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China’s economy picks up speed in fourth quarter, ends 2020 in solid position after COVID-19 shock

BEIJING (Reuters) – China’s economy picked up speed in the fourth quarter, with growth beating expectations as it ended a rough coronavirus-striken 2020 in remarkably good shape and remained poised to expand further this year even as the global pandemic raged unabated.

Residential buildings under construction and a power station are seen near the central business district (CBD) in Beijing, China, January 15, 2021. REUTERS/Tingshu Wang

The world’s second-largest economy has surprised many with the speed of its recovery from last year’s coronavirus jolt, especially as policymakers have also had to navigate tense U.S.-China relations on trade and other fronts.

Beijing’s strict virus curbs enabled it to largely contain the COVID-19 outbreak much quicker than most countries, while government-led policy stimulus and local manufacturers stepping up production to supply goods to many countries crippled by the pandemic have also helped fire up momentum.

Gross domestic product (GDP) expanded 6.5% year-on-year in the fourth quarter, data from the National Bureau of Statistics showed on Monday, quicker than the 6.1% forecast by economists in a Reuters poll, and followed an upwardly revised 4.9% growth in the third quarter.

GDP grew 2.3% in 2020, the data showed, making China the only major economy in the world to avoid a contraction last year as many nations struggled to contain the COVID-19 pandemic.

“The higher-than-expected GDP number indicates that growth has stepped into the expansionary zone, although some sectors remain in recovery,” Xing Zhaopeng, economist at ANZ in Shanghai.

“Policy exiting will pose counter-cyclical pressures on 2021 growth.”

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Backed by strict virus containment measures and policy stimulus, the economy has recovered steadily from a steep 6.8% slump in the first three months of 2020, when an outbreak of COVID-19 in the central city of Wuhan turned into a full-blown epidemic.

Asia’s economic powerhouse has been fuelled by a surprisingly resilient export sector, but China’s consumption – a key driver of growth – has lagged expectations amid fears of a resurgence of COVID-19 cases.

Data last week showed Chinese exports grew by more than expected in December, as coronavirus disruptions around the world fuelled demand for Chinese goods even as a stronger yuan made exports more expensive for overseas buyers.

Yet, underscoring the massive COVID-19 impact worldwide, China’s 2020 GDP growth was the weakest pace since 1976, the final year of the decade-long Cultural Revolution that had wrecked the economy.

Overall, the slew of brightening economic data has reduced the need for more monetary easing this year, leading the central bank to scale back some policy support, sources told Reuters, but there would be no abrupt shift in policy direction, according to top policymakers.

On a quarter-on-quarter basis, GDP rose 2.6% in October-December, the bureau said, compared with expectations for a 3.2% rise and a revised 3.0 gain in the previous quarter.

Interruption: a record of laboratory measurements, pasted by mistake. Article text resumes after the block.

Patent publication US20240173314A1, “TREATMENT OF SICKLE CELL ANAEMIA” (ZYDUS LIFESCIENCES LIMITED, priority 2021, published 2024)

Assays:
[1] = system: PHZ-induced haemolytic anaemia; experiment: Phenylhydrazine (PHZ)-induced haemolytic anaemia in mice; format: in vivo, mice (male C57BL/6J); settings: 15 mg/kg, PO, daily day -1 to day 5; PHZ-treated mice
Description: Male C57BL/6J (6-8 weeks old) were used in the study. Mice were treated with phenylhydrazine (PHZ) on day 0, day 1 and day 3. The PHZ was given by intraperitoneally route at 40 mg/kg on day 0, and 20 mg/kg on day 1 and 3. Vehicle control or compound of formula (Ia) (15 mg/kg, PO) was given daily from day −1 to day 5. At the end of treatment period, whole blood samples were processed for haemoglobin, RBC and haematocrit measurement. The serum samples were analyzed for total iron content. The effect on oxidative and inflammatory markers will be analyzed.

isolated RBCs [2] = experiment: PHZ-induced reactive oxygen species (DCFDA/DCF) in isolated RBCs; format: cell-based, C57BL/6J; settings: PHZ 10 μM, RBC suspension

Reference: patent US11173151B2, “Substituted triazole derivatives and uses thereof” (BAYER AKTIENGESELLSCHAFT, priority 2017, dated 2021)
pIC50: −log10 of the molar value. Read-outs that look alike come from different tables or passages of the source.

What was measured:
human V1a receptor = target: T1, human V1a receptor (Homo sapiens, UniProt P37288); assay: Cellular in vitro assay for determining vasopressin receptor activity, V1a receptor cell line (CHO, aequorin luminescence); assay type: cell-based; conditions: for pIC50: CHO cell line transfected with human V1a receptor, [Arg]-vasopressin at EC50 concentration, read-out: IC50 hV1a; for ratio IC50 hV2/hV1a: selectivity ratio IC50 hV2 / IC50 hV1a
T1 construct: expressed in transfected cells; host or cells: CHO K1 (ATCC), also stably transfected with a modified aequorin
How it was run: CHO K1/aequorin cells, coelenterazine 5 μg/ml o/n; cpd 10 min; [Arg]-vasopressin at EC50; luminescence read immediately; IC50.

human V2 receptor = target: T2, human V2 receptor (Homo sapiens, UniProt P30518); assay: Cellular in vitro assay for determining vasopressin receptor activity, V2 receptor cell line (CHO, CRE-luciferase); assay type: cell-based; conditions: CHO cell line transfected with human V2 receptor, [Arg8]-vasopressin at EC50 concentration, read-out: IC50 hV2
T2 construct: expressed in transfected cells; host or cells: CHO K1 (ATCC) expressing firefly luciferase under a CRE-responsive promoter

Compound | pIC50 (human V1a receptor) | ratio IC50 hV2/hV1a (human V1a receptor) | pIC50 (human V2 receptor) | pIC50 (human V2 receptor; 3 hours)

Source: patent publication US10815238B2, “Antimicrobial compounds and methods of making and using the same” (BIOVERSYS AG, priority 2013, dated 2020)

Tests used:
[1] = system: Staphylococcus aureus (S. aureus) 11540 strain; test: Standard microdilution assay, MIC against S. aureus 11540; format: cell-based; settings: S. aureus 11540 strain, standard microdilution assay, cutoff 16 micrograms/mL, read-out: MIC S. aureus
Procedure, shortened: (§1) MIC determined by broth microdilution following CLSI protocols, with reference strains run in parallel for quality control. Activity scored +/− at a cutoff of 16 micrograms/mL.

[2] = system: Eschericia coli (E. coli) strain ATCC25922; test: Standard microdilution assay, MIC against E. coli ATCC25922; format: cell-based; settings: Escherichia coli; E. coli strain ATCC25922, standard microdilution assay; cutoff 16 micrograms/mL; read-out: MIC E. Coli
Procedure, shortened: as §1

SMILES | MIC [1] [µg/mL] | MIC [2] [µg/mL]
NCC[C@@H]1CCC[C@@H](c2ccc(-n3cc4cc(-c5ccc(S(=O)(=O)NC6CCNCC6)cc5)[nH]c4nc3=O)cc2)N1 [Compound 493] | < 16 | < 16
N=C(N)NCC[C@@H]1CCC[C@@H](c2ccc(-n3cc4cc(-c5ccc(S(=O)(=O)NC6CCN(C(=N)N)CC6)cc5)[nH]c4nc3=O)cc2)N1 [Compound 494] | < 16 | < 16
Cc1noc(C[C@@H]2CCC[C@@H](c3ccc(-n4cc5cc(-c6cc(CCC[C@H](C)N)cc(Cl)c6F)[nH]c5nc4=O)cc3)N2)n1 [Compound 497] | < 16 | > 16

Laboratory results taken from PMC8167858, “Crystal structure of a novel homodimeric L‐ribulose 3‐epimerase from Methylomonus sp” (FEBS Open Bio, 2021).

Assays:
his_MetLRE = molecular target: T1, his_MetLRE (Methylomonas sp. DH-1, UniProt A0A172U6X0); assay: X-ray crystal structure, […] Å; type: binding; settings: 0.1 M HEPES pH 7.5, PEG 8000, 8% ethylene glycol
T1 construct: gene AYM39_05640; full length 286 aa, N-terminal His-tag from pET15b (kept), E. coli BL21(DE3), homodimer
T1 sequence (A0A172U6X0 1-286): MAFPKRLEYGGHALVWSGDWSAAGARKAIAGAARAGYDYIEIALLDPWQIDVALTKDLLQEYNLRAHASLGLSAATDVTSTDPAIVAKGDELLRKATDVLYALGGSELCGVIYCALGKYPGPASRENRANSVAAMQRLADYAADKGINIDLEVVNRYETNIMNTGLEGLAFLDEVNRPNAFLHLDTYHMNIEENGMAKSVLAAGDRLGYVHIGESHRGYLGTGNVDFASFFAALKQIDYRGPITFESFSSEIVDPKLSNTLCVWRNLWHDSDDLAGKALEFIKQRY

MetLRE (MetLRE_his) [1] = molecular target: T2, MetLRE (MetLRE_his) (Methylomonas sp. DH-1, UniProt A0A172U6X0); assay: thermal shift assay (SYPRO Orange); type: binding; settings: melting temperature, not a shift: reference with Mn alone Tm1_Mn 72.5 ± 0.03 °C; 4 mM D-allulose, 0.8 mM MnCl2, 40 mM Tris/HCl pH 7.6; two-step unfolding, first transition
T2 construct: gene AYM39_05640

Highlighting the weakness in consumption, retail sales fell 3.9% last year, marking the first contraction since 1968, records from NBS showed. Growth in retail sales in December missed analyst forecasts and eased to 4.6% from November’s 5.0%, as sales of garments, cosmetics, telecoms and autos slowed.

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However, China’s vast manufacturing sector continued to gain momentum, with industrial output rising at a faster-than-expected rate of 7.3% last month from a year ago, hitting the highest since March 2019.

BRIGHTER 2021

Ning Jizhe, head of China’s statistics bureau, told a briefing that there would be many favourable conditions to sustain China’s economic recovery in 2021.

“Very strong GDP growth, but domestic demand remains the weakest link. I guess this production-induced recovery will continue in the first quarter of 2021,” said Tommy Xie, head of China research at OCBC in Singapore..

“For monetary policy, it is still pretty neutral. The PBOC is always a good trader to manage liquidity very well, so probably status quo for the first half. We are not going to see significant changes.”

The Chinese Academy of Social Sciences, a government think tank, sees the macro leverage ratio jumping by about 30 percentage points in 2020 to over 270%.

Analysts expect economic growth to rebound to 8.4% in 2021, before slowing to 5.5% in 2022.

While this year’s predicted growth rate would be the strongest in a decade, led by a big jump in the first quarter, it is rendered less impressive coming off the low base set in pandemic-stricken 2020.

Some analysts also cautioned that a recent rebound in COVID-19 cases in China could impact activity and consumption in the run-up to next month’s long Lunar New Year holidays.

China reported more than 100 new COVID-19 cases for the sixth consecutive day, with rising infections in the northeast fuelling concerns of another national wave ahead of a major holiday season.

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Additional reporting by Stella Qiu; Editing by Shri Navaratnam

https://static.reuters.com/resources/r/?m=02&d=20210118&t=2&i=1548145676&r=LYNXMPEH0H026&w=800

Source: Reuters

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